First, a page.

How to slash bills and save
WITH household bills on the rise, there's never been a better time to get on top of your spending.
Home-made lunches, downsizing your second car and going solar are just some of the ways residents can save a quick buck.
Tweed financial planner Wendy Scarlett said even small savings add up.
"Making some small adjustments to you lifestyle can go a long way to improving your financial situation," Ms Scarlett said.
"Small differences, like saving up to $10 a day by taking your lunch to work can make a massive difference in the long run."
"With utility costs rising dramatically over recent years, it's important to make sure you're not wasting energy and water at home."
Michael Hall, regional general manager for Suncorp Bank on the Gold Coast, suggests paying your mortgage fortnightly and using debit rather than credit cards to get on top.
"Australians are working harder than ever to stretch their dollar further," Mr Hall said.
"Retail sales are down and retailers are in fierce competition for your discretionary dollar so shop around for the best deal from food to fashion and electrical goods to electricity."
Beyond Building Energy's national development manager Ian Reilly, who is based on the Gold Coast, said solar energy systems quickly pay for themselves.
"In Queensland if you put one of our basic packages on, it will cover itself in three years. In NSW it's about five years," Mr Reilly said.
He said most of the group's 12,000 installations had been in Northern NSW, the Gold Coast and Brisbane.
EnergyWatch website founder Ben Polis recommends updating your fridge, turning off the TV when you're not watching and waiting for a full load before washing.
TOP MONEY SAVING TIPS
Saving money on power bills could be as simple as looking up. Beyond Building Energy's Ian Reilly (pictured left) said solar power was one way to take control: "NSW has had a 60% increase in the past three years, with another 60% predicted over the next five years nationwide." Tweed Shire Council said with 30% of power bills going towards water heating, you can save by using less. "Taking shorter showers and cold washing your clothes are the obvious solutions," a council spokesperson said.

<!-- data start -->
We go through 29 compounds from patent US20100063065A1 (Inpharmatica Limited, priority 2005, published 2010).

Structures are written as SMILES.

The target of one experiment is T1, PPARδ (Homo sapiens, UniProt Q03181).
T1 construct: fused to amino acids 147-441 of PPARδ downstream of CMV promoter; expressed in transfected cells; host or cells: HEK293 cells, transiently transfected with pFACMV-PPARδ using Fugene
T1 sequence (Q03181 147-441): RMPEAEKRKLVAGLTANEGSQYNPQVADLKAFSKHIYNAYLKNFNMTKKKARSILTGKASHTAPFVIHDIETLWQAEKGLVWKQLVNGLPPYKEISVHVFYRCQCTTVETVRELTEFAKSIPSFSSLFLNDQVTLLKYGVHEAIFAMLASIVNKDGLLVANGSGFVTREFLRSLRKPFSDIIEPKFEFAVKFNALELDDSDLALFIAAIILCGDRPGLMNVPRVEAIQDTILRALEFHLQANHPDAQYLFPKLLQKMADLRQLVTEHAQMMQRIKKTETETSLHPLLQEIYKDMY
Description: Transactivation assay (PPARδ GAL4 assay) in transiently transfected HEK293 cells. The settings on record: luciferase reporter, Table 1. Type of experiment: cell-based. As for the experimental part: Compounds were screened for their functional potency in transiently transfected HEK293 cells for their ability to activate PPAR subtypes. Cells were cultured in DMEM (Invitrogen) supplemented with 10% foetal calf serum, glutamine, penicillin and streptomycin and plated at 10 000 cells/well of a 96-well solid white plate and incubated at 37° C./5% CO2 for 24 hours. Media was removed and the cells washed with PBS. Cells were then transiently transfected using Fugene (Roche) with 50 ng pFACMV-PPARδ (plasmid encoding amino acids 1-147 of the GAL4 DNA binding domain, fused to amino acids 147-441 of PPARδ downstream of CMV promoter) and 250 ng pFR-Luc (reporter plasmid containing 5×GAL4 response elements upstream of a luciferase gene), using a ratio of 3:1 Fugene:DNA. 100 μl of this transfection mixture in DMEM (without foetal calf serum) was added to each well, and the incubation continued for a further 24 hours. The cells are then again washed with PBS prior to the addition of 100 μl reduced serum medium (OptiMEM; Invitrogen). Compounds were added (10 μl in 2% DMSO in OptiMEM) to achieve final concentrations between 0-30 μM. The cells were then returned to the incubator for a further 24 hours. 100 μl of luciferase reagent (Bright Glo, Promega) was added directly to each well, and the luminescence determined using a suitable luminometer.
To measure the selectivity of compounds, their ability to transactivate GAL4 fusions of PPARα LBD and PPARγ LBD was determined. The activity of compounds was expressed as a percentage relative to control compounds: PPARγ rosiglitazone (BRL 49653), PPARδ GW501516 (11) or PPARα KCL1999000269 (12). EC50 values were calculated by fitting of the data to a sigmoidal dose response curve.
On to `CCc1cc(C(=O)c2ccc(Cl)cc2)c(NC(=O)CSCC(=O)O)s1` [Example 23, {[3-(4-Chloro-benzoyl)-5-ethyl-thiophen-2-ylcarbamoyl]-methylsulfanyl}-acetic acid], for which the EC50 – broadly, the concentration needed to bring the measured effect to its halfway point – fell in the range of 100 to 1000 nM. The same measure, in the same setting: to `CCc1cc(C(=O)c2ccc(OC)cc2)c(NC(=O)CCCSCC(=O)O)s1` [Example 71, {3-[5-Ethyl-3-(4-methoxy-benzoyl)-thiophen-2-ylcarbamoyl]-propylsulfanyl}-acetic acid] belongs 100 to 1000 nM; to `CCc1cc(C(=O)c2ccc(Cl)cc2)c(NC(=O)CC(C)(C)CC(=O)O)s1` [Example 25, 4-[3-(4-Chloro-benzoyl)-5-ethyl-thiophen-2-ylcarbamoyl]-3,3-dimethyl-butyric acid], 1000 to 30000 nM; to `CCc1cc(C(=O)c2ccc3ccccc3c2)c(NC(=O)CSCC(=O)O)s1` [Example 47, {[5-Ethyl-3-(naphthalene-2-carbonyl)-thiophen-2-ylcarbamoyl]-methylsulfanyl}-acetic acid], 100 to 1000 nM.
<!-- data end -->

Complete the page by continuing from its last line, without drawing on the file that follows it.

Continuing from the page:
It may take a little more effort, but Ms Scarlett reckons you can save up to $2400 per year if you take your own lunch to work: "Try to prepare more meals and snacks at home, especially for school lunches." She also recommends cutting back on one coffee purchase a day or bringing your own from home.
Consider downsizing one of your cars if you have two family-sized cars. Ms Scarlett suggests this could halve the running costs of the second car. "This includes registration, insurance, servicing, repairs and petrol." Also look at fuel consumption when buying a new car. Many new models are super efficient.
If you're serious about power-saving, get a new fridge. Mr Polis said fridges over 10 years old can use two or three times more energy than newer models: "Replace and recycle your old refrigerator and purchase energy efficient models." Tweed Shire Council also recommends filling empty space in your fridge or freezer with water bottles. "More mass in the fridge reduces the amount of cold air escaping when you open the door," a council spokesperson said. Search and compare appliances at energyrating.gov.au.
Out of credit
Plastic is not always fantastic. While Ms Scarlett suggests credit cards are fine if paid off in full before interest is charged, Mr Hall recommends doing away with them: "Debit cards have all the convenience of credit cards, but allow you to access your own funds." Ms Scarlett suggests paying more than the minimum and paying off as fast as possible.
Keep your garden looking lush while saving pennies with home-grown fertiliser. Compost and worm farms produce rich chemical-free fertiliser and use up food scraps. Tweed Shire Council offers discounted compost bins and worm farms for residents. Call 02 6670 2694.
Not so hot
Essential Energy suggests setting the thermostat on your hot water system to deliver the lowest most acceptable temperature. "You may be surprised by what is still 'hot' and a few degrees here makes a difference cost-wise," a spokesman said. Also insulate your water pipes.
With many bank exit fees remaining high, there are simpler ways to improve your existing mortgage. Mr Hall suggests paying fortnightly instead of monthly and setting up an offset account. An offset account is where your everyday banking account is linked to your mortgage and calculated as if you had paid that amount off your loan.
Write a list before you hit the shops. Ms Scarlett says: "Plan weekly menus before shopping to avoid a fridge full of wilted vegetables at the end of the week. Avoid convenience shopping as this usually comes at a premium." Also, if you have monthly memberships or ongoing costs for services you are no longer using, such as the gym, Mr Hall says scrap them.
Be tech smart
Ms Scarlett advises saving on phone bills by bundling. Also, consider your usage: "Be smarter with how mobile phones are used. Is sending that text message when you're five minutes away from home really necessary?" Also, don't forget to turn your computer off instead of hibernating all day and turn the TV off more often. Mr Polis says a big screen TV on for six hours a day uses more power than a family fridge in a year. Search and compare appliances at energyrating.gov.au.
Dive into pools
Getting a carpool going in another way to save costs. Either line up a system with a workmate or link up with a travel pal on Northern Rivers Carpool. It's a free online service run by councils in the Northern Rivers. A Tweed Shire Council spokesperson said it helps save money and reduces your carbon footprint. Visit the website nrcarpool.org for more.